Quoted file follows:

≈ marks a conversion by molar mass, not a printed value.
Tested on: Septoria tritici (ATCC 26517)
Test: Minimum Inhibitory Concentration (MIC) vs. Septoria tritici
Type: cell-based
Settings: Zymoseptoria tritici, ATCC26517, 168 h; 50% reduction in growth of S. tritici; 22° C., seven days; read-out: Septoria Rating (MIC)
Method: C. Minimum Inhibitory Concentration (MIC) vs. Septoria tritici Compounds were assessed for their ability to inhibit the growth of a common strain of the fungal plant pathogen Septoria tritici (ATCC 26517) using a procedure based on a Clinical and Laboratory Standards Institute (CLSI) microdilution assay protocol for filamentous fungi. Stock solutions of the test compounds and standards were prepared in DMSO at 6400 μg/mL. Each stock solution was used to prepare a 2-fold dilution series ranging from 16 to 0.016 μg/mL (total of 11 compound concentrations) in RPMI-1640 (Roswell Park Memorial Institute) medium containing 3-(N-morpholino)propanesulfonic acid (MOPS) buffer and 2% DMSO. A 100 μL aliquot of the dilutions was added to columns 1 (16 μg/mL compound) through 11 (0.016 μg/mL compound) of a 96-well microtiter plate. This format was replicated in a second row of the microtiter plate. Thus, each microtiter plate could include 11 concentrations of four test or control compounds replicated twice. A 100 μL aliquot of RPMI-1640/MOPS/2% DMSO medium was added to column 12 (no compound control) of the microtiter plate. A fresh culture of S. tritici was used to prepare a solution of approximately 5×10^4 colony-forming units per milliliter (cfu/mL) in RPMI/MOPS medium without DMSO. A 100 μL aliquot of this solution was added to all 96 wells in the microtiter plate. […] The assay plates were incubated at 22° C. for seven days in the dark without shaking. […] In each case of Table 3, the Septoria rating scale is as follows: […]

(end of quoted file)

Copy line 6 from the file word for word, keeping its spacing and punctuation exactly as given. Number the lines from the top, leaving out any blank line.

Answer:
Method: C. Minimum Inhibitory Concentration (MIC) vs. Septoria tritici Compounds were assessed for their ability to inhibit the growth of a common strain of the fungal plant pathogen Septoria tritici (ATCC 26517) using a procedure based on a Clinical and Laboratory Standards Institute (CLSI) microdilution assay protocol for filamentous fungi. Stock solutions of the test compounds and standards were prepared in DMSO at 6400 μg/mL. Each stock solution was used to prepare a 2-fold dilution series ranging from 16 to 0.016 μg/mL (total of 11 compound concentrations) in RPMI-1640 (Roswell Park Memorial Institute) medium containing 3-(N-morpholino)propanesulfonic acid (MOPS) buffer and 2% DMSO. A 100 μL aliquot of the dilutions was added to columns 1 (16 μg/mL compound) through 11 (0.016 μg/mL compound) of a 96-well microtiter plate. This format was replicated in a second row of the microtiter plate. Thus, each microtiter plate could include 11 concentrations of four test or control compounds replicated twice. A 100 μL aliquot of RPMI-1640/MOPS/2% DMSO medium was added to column 12 (no compound control) of the microtiter plate. A fresh culture of S. tritici was used to prepare a solution of approximately 5×10^4 colony-forming units per milliliter (cfu/mL) in RPMI/MOPS medium without DMSO. A 100 μL aliquot of this solution was added to all 96 wells in the microtiter plate. […] The assay plates were incubated at 22° C. for seven days in the dark without shaking. […] In each case of Table 3, the Septoria rating scale is as follows: […]